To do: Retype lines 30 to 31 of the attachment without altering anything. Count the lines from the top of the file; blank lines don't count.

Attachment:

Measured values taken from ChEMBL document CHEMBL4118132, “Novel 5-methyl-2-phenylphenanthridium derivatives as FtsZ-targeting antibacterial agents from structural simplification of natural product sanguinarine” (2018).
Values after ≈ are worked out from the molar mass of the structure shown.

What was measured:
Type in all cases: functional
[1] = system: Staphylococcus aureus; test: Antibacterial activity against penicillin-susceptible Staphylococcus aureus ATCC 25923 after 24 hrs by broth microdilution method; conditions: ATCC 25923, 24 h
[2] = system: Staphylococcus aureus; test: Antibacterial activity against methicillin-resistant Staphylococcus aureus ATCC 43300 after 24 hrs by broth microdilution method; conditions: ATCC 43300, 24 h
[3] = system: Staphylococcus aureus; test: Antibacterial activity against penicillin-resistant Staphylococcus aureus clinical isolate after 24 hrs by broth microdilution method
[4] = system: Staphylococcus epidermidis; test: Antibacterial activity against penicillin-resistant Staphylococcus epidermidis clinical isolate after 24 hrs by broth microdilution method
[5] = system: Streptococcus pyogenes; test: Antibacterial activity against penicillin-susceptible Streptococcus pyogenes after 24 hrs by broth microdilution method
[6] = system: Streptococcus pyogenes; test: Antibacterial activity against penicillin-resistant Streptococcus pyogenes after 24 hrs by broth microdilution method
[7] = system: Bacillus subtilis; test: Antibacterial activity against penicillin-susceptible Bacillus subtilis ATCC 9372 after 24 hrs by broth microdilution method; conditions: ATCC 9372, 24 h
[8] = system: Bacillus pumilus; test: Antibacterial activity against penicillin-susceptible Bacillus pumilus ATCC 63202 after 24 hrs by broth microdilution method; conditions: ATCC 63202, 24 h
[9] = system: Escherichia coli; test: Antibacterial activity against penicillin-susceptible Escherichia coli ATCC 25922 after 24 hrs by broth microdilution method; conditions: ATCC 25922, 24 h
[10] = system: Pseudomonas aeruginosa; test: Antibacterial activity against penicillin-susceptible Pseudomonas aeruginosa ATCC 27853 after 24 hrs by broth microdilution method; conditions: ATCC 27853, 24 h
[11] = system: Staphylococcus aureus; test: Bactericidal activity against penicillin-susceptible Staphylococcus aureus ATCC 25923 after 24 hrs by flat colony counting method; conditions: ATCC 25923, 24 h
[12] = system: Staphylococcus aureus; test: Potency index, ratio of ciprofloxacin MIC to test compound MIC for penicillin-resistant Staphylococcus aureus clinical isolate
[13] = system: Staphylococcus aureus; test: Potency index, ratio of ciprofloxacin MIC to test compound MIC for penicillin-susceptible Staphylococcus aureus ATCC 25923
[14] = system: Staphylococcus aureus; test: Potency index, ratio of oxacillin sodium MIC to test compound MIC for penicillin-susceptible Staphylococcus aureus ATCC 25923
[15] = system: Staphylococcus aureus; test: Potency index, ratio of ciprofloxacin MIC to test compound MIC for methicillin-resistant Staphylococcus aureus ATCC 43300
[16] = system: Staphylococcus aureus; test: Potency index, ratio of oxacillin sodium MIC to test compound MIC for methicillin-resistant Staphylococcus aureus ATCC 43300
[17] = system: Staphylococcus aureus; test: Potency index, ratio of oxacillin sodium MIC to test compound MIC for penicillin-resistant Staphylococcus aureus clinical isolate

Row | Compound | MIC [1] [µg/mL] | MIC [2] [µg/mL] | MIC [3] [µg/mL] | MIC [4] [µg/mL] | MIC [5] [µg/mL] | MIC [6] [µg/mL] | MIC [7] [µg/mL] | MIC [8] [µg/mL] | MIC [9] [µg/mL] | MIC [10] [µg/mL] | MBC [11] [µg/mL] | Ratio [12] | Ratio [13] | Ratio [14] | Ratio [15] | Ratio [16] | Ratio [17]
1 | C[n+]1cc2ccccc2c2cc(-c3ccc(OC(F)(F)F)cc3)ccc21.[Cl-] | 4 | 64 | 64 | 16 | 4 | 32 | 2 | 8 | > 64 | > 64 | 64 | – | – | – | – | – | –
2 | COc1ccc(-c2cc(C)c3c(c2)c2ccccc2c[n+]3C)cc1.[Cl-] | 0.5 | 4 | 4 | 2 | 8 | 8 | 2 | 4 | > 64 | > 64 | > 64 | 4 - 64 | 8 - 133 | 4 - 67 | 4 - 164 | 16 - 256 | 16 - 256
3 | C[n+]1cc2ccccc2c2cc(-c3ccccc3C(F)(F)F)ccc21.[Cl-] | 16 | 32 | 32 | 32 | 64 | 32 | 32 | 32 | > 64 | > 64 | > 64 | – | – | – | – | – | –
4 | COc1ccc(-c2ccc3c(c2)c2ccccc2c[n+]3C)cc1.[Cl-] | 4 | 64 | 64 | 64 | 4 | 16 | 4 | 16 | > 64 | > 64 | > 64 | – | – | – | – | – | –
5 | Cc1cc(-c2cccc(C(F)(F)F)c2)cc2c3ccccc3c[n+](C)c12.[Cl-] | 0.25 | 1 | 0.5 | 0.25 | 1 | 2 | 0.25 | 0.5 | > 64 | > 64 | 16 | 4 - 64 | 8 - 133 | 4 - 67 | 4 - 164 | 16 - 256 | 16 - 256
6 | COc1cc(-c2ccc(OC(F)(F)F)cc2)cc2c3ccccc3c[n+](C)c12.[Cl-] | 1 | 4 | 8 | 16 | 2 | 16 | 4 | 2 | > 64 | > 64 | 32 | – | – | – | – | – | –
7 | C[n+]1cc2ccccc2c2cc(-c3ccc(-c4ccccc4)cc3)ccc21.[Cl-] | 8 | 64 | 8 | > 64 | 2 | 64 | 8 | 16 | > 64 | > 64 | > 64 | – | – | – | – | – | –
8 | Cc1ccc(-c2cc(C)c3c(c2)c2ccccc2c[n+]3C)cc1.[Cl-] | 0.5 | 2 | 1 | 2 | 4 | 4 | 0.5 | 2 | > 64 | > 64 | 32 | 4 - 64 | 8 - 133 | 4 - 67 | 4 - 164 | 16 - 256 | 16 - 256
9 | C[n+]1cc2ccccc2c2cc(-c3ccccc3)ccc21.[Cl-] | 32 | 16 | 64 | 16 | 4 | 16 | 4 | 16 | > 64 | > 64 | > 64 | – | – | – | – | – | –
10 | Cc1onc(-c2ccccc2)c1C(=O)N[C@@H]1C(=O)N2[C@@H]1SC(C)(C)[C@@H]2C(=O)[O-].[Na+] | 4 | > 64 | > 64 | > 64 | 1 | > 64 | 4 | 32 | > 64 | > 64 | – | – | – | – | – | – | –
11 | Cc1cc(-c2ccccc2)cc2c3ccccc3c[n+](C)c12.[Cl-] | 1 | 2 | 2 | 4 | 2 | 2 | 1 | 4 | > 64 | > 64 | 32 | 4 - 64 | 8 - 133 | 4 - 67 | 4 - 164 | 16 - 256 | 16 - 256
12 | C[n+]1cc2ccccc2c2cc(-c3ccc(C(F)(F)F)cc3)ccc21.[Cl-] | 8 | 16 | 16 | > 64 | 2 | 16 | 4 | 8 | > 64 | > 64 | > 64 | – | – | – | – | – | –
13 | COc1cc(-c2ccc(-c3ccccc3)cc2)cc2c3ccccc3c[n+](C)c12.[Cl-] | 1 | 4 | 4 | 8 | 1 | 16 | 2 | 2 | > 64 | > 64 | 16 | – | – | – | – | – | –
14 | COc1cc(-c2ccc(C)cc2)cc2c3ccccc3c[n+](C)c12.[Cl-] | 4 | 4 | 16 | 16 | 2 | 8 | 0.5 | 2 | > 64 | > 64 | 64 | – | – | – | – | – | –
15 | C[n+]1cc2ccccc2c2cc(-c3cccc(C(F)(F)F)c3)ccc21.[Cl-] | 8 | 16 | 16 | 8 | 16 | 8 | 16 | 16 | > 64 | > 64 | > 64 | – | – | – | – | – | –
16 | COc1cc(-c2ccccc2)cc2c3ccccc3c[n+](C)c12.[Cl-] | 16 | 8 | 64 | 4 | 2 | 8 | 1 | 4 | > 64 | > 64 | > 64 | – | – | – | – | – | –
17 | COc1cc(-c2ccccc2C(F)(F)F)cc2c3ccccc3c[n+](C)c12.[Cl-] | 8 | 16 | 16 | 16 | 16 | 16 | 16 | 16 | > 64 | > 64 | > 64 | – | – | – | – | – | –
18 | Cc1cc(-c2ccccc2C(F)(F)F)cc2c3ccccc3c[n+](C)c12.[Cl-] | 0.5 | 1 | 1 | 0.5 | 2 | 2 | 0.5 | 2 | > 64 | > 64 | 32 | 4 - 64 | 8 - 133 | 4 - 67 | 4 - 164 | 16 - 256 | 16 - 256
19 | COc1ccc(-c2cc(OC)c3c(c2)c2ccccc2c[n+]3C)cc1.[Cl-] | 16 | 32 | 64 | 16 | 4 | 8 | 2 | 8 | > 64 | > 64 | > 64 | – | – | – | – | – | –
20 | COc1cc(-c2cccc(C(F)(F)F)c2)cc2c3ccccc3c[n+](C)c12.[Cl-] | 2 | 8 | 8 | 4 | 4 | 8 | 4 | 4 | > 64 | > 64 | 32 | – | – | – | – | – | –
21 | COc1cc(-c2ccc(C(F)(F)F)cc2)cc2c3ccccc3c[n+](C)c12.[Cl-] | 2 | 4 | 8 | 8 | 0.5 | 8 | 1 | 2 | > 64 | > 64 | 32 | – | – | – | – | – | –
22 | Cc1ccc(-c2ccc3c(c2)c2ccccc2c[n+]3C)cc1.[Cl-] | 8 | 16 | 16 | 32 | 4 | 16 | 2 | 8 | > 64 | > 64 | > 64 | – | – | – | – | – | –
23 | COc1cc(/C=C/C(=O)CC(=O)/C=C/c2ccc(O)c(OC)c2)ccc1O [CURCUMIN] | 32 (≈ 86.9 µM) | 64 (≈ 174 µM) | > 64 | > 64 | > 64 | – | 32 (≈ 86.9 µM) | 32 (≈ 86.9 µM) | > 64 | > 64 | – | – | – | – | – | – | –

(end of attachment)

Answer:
8 | Cc1ccc(-c2cc(C)c3c(c2)c2ccccc2c[n+]3C)cc1.[Cl-] | 0.5 | 2 | 1 | 2 | 4 | 4 | 0.5 | 2 | > 64 | > 64 | 32 | 4 - 64 | 8 - 133 | 4 - 67 | 4 - 164 | 16 - 256 | 16 - 256
9 | C[n+]1cc2ccccc2c2cc(-c3ccccc3)ccc21.[Cl-] | 32 | 16 | 64 | 16 | 4 | 16 | 4 | 16 | > 64 | > 64 | > 64 | – | – | – | – | – | –